It’s also common for people to download a sample chapter, and forget about it for several days or weeks. If they end up loving it but are unable to find out more about the author because you left out your contact information, you’ve pretty much lost them as a reader – unless you’re smart and use an autoresponder to build a subscriber list.
It’s also not unusual for people to share downloaded content with a friend. Your content could end up going viral, but it won’t do any good if no one knows who you are.
Do yourself (and your marketing) a favor: make sure your contact information is clearly visible on your site — a “contact me” page on your navigation bar is an easy way to do this- and be sure to write your name,the title of your work, and linked website address as a footer at the bottom of downloadable content.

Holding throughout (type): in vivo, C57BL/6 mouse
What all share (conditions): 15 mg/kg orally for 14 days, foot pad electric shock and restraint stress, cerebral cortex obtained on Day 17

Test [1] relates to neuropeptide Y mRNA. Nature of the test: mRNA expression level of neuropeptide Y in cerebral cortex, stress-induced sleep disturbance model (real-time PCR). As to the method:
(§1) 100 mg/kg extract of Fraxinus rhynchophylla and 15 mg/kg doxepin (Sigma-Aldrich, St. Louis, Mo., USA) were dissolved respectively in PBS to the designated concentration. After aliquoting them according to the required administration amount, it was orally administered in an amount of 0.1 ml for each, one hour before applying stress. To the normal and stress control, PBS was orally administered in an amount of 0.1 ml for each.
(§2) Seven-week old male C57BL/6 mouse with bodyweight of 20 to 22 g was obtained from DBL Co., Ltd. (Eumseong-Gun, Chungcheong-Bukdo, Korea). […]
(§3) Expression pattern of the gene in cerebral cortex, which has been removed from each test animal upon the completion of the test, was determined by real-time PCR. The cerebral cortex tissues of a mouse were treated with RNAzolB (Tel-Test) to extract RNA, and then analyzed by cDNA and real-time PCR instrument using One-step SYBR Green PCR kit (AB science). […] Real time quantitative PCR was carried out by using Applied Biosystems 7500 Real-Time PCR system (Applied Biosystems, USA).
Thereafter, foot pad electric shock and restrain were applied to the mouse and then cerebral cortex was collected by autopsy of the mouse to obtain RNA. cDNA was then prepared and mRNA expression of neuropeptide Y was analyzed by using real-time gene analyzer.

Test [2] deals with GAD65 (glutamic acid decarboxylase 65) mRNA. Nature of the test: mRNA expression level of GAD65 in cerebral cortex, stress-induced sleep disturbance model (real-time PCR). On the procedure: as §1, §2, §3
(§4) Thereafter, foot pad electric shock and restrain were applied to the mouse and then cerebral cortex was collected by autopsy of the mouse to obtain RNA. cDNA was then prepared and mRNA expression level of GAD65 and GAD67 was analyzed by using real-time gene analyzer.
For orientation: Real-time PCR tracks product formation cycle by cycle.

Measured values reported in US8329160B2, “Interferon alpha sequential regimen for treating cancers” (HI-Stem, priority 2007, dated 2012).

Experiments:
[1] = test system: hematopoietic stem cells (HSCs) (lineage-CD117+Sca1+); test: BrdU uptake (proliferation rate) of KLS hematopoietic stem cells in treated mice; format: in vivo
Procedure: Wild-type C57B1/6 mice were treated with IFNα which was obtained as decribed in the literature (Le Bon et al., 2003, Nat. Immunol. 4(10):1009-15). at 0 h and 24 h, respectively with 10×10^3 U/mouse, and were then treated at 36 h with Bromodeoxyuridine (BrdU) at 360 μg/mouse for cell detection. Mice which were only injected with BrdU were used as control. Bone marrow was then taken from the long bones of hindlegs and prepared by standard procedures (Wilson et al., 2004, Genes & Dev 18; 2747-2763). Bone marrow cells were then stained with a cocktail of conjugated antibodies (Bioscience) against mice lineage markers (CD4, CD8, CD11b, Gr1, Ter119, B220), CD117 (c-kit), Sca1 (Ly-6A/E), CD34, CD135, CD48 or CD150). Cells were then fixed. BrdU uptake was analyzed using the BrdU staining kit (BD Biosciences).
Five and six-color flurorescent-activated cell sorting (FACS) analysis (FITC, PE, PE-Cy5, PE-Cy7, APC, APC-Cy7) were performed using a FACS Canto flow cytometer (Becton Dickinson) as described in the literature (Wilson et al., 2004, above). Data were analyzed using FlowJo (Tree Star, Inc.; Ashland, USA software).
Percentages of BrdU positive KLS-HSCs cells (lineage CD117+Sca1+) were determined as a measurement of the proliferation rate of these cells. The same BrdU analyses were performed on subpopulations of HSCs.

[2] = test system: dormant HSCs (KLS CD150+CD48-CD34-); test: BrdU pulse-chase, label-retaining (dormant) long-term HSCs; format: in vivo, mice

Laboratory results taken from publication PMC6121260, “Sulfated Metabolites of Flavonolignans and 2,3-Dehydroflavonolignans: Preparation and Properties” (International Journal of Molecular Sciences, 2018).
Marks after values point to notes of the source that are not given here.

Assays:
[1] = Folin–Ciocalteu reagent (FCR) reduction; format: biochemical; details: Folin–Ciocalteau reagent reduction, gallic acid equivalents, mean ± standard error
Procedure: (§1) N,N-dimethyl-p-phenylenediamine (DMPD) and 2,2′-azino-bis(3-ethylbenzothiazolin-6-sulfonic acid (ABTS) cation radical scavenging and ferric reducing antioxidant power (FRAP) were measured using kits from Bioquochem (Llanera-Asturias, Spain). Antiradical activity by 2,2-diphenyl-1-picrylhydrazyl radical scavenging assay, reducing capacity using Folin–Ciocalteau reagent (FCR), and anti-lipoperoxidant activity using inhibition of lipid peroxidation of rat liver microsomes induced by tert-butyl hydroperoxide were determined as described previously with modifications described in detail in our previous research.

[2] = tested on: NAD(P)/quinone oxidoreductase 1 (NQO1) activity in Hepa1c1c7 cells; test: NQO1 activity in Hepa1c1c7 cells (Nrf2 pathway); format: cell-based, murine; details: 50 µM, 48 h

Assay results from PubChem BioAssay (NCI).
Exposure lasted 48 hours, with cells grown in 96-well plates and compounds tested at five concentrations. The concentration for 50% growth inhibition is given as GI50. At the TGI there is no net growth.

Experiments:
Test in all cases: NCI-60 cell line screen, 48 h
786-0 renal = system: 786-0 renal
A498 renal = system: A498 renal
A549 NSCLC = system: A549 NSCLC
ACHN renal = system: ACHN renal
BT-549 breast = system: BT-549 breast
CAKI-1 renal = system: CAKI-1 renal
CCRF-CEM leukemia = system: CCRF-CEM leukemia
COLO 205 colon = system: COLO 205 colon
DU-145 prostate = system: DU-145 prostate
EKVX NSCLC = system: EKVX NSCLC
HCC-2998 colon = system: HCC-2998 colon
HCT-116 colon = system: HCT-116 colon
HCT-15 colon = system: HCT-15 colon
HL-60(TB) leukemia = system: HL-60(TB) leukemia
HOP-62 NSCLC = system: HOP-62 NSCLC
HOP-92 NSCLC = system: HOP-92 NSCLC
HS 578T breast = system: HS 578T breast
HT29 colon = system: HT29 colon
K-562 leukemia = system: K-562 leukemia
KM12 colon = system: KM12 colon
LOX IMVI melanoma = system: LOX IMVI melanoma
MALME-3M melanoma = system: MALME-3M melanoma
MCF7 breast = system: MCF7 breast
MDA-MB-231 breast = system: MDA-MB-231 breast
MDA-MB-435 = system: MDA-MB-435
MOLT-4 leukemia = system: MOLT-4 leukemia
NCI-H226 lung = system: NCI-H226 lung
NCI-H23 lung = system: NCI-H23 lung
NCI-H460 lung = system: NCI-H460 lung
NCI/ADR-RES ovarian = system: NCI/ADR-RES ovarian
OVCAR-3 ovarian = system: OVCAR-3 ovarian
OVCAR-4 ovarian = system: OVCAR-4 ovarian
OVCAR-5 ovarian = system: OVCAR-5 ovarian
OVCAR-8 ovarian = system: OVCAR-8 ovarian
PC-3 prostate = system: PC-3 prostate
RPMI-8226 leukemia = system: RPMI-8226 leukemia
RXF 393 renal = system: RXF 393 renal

Your site should feature social sharing buttons in your sidebar so readers can easily sign up to connect with you through their favorite social media site. If you’re using a self-hosted WordPress site, you can use a plugin to add social media icons to your sidebar and at the end of every post. Sociable and Share Buttons are two of the most popular.
Rule Your Future
Things are better than they’ve ever been for authors.
You don’t need a big publisher to make it big.
You don’t need to spend a lot of money on advertising.
You don’t even need to spend one-third of your time traveling the book signing circuit.
All you need is the will and the determination – and a little bit of organization- to build your own tribe of raving fans.
Don’t put it off for another day.
There is no better day like today to start entering the Readers’ Hall of Fame.